Membrane protein topology and folding are governed by structural principles and topogenic signals that are recognized and decoded by the protein insertion and translocation machineries at the time of initial membrane insertion and folding. We previously demonstrated that the lipid environment is also a determinant of initial protein topology, which is dynamically responsive to post-assembly changes in membrane lipid composition. However, the effect on protein topology of post-assembly phosphorylation of amino acids localized within initially cytoplasmically oriented extramembrane domains has never been investigated. Here, we show in a controlled in vitro system that phosphorylation of a membrane protein can trigger a change in topological arrangement. The rate of change occurred on a scale of seconds, comparable with the rates observed upon changes in the protein lipid environment. The rate and extent of topological rearrangement were dependent on the charges of extramembrane domains and the lipid bilayer surface. Using model membranes mimicking the lipid compositions of eukaryotic organelles, we determined that anionic lipids, cholesterol, sphingomyelin, and membrane fluidity play critical roles in these processes. Our results demonstrate how post-translational modifications may influence membrane protein topology in a lipid-dependent manner, both along the organelle trafficking pathway and at their final destination. The results provide further evidence that membrane protein topology is dynamic, integrating for the first time the effect of changes in lipid composition and regulators of cellular processes. The discovery of a new topology regulatory mechanism opens additional avenues for understanding unexplored structure-function relationships and the development of optimized topology prediction tools.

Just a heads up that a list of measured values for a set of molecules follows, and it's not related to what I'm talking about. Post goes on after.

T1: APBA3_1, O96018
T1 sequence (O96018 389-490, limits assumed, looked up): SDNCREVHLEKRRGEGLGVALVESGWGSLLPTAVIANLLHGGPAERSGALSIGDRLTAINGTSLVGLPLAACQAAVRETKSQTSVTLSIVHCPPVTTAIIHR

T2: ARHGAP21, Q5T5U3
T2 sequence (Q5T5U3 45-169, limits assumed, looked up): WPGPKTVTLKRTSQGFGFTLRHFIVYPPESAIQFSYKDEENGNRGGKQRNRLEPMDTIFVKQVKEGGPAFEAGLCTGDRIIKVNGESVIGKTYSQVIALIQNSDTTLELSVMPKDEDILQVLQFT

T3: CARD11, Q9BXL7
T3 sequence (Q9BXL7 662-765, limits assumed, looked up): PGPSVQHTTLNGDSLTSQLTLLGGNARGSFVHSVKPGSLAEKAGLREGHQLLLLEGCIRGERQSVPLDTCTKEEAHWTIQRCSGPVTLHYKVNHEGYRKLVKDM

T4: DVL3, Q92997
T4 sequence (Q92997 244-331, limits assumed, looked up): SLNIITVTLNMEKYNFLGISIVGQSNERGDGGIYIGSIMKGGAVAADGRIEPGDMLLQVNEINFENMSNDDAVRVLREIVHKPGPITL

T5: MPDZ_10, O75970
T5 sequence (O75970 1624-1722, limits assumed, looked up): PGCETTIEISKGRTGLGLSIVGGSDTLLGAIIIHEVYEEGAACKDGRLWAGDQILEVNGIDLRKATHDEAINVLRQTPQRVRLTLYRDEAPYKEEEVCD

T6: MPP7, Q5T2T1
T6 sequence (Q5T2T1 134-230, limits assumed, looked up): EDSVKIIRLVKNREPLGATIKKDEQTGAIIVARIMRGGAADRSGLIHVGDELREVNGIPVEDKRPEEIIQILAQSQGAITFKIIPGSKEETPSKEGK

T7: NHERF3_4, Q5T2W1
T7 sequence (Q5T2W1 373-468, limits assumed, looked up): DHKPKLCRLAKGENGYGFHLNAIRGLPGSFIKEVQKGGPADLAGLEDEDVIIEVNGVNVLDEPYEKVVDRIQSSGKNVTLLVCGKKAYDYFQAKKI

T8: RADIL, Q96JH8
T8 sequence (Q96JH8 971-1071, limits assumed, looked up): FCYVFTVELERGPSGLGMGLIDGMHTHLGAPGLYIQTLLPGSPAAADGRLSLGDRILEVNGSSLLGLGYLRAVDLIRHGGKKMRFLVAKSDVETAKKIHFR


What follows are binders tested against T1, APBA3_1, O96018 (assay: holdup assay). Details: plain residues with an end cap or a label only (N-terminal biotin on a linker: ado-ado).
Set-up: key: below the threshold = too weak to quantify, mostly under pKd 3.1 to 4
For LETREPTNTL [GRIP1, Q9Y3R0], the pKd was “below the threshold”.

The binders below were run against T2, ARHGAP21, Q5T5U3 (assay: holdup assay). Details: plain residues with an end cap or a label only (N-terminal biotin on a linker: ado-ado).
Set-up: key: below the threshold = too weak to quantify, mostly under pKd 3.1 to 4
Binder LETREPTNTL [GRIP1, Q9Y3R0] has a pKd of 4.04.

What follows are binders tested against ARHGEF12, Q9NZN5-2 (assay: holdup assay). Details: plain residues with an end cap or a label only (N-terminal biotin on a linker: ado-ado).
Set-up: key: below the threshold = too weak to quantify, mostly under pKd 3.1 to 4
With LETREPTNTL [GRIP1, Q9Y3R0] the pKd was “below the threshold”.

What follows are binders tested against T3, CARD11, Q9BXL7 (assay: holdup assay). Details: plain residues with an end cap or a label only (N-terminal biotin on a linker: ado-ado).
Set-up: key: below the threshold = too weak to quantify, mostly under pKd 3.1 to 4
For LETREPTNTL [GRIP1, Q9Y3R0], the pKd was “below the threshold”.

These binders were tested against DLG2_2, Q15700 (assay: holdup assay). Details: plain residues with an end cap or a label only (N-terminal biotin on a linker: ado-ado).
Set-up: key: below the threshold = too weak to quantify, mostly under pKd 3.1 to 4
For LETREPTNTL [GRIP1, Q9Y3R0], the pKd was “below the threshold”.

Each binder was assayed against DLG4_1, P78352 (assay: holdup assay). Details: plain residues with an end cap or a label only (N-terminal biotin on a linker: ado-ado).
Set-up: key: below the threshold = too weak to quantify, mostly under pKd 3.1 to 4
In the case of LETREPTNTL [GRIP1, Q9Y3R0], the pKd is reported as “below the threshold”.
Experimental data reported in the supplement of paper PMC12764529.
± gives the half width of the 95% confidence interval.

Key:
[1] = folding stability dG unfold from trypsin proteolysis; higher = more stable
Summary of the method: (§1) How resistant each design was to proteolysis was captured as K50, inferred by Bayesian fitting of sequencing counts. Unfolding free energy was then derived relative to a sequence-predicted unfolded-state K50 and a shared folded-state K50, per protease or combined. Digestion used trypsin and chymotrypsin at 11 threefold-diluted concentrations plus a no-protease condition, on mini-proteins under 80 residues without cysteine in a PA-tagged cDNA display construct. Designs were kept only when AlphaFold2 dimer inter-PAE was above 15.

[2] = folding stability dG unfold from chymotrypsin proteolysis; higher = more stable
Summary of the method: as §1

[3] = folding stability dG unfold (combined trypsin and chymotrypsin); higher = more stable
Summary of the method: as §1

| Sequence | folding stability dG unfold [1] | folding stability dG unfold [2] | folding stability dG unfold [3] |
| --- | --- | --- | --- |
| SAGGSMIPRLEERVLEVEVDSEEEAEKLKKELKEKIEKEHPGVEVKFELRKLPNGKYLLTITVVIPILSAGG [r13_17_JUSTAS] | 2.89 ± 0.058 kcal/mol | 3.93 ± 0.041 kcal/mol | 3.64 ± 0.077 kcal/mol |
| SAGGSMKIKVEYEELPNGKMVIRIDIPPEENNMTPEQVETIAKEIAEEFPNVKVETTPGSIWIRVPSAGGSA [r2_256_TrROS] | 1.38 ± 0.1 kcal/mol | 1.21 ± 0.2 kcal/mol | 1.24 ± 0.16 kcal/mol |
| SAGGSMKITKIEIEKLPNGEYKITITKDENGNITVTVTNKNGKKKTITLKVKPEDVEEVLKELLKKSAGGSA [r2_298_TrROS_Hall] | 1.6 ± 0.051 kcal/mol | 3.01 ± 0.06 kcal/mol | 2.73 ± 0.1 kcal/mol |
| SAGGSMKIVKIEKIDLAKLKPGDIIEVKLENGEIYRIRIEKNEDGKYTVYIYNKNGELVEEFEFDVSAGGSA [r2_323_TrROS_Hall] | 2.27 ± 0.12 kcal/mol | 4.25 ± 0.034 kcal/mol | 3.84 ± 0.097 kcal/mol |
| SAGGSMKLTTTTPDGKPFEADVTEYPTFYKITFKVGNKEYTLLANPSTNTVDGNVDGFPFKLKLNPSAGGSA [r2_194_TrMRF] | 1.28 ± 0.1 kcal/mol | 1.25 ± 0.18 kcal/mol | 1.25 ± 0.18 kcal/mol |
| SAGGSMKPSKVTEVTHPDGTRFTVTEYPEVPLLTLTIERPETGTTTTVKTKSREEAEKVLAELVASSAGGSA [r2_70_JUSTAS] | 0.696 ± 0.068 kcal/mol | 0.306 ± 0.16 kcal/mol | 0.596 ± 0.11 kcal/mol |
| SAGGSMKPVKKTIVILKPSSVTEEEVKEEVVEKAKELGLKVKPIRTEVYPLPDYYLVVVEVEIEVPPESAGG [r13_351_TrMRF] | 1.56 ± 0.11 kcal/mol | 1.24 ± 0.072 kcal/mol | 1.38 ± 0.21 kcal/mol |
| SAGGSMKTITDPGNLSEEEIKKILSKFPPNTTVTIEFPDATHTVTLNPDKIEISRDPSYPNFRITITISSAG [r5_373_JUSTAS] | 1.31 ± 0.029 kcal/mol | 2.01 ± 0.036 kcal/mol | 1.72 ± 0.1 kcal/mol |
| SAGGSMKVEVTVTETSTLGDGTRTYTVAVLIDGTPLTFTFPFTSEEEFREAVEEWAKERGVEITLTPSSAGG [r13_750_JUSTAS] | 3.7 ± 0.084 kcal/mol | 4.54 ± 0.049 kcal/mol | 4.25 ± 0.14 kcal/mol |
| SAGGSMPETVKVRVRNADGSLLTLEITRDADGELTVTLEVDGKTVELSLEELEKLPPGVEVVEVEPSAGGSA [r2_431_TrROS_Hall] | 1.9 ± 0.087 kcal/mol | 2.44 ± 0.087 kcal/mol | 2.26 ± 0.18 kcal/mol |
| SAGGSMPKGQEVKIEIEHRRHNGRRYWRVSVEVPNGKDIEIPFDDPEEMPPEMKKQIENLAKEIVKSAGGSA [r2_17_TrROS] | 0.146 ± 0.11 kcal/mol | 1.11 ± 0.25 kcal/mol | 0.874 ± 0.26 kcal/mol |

Keywords: fluorescence resonance energy transfer (FRET); glycerophospholipid; lipid-protein interaction; membrane protein; phosphorylation; post-translational modification (PTM).
© 2017 by The American Society for Biochemistry and Molecular Biology, Inc.